How we got here
Coordinate the allocation of Private Activity Bonds through a regional agreement
Private Activity Bonds (PABs) are a public funding resource that is allocated to La Plata County and the City of Durango by the State of Colorado. The Colorado Division of Housing (DOH) also allocates separate PABs in a statewide pool. This resource alone is not adequate to fund projects but combined with the 4% Low Income Housing Tax Credit (LIHTC), it is a powerful tool to support larger affordable rental developments. The PAB allocation process for housing is managed by the Colorado Housing and Finance Authority (CHFA) and the Colorado Division of Housing (DOH). Local governments have the choice to allocate PABs to a local project or assign them back to CHFA to support affordable housing statewide.
The community has a track record of coordinating PAB allocation with the first housing project in 2019; the use of PAB allocations to preserve Tamarin Square Apartments (68 units of low-income senior and disabled housing) was a significant win for the local community. In 2022, the community again coordinated PAB allocation for use by TWG development in its efforts to convert the Best Western into affordable housing through a PAB/4% LIHTC funding model. The team is hopeful that there will be more opportunities to use this limited resource to either preserve or promote rental housing projects, and also expects pressure from out-of area developers and projects who have the ability to ask local governments to transfer their PAB cap to projects on the Front Range in Colorado. The consulting team recommends a powerful yet simple action that the City of Durango and La Plata County coordinate their allocations annually by using a shared process for inviting applications from project developers, and jointly evaluating and selecting projects to increase resource leverage for both entities. As part of the appendix to this report the team is providing a draft template for coordinating PABs for future years.
Coordinate countywide support of housing projects applying for tax credits, prioritizing those with community sponsors and those which assist in recruiting developers for specific projects.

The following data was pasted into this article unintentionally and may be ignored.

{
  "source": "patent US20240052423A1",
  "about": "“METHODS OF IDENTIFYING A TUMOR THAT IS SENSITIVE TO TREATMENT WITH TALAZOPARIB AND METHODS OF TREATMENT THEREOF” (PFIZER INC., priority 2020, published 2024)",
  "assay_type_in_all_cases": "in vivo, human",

Low Income Housing Tax Credits are the most widely used subsidy for affordable housing rental development in the country. Annually, this tool produces thousands of units of affordable housing in Colorado. Every year, the federal government allocates credits to the state to distribute through a competitive process to projects. These projects are typically between 30 and 150 units and must restrict rents to certain income levels for 30-40 years, depending on their financial model. The 9% LIHTC model provides anywhere from 50% to 75% of the required equity for a project. Development partners are allowed between 10% and 15% of development costs as a fee for providing the units. Communities benefit from well designed, affordable rental communities and investors receive a double-digit federal tax write-off. Because of these enormous benefits, LIHTC is a competitive program and is oversubscribed 4:1 in Colorado. The good news is communities have some control over the allocation process because CHFA, the allocating agency, gives significant weight to support from local communities and local governments for specific projects.
In our interviews for this report, we heard interest in using the 9% credit from several key players, which led us to recommend that local communities coordinate a development pipeline for the LIHTC program. Because we are in a rural region, we can expect to receive one 9% allocation every two to three years. There are strict requirements about local market demand, and with the LIHTC program being in high demand, many of the resources are allocated to the large population centers in Colorado. By coordinating a local LIHTC pipeline, the community will help prevent competition among local projects, can clearly support a project (giving it a competitive advantage), and will inevitably end up with higher quality projects and more community benefits for the projects that are funded.
Enact uniform local government policies for workforce housing fee waivers.
In our interviews, we learned that many local governments were providing some kind of fee waiver or fee offset for below-market or affordable housing. This has very positive impacts, and our recommendation suggests building on the public goodwill generated by this activity and improving upon this practice in multiple ways:
- Formalize the practice at the local level. Which fee offsets are available for which types of units, and what is expected in return for that waiver or fee offset? Bayfield has some very straightforward fee waiver practices in place that could provide a good template for other communities.
- Budget for fee-offset program costs based on the projected development pipelines or funding available.
- Fee offsets are critical to projects applying for competitive funding like LIHTC allocations; having a set program for waivers or offsets will make local applications much more competitive and will create a smoother process for the development team.
Fee waivers and/or offsets have been funded in a variety of ways in other communities: (1) by establishing a local funding source versus reliance on local government’s general fund, (2) through state grants like CDBG, and (3) through subsidies provided by local governments’ infrastructure funds. To simplify paperwork and add capacity for all local governments, the Regional Housing Alliance might consider coordinating funding applications to the Department of Local Affairs for funding for infrastructure and fee waivers.
Establish a Housing Catalyst Fund to support non-tax credit rental projects with predevelopment costs.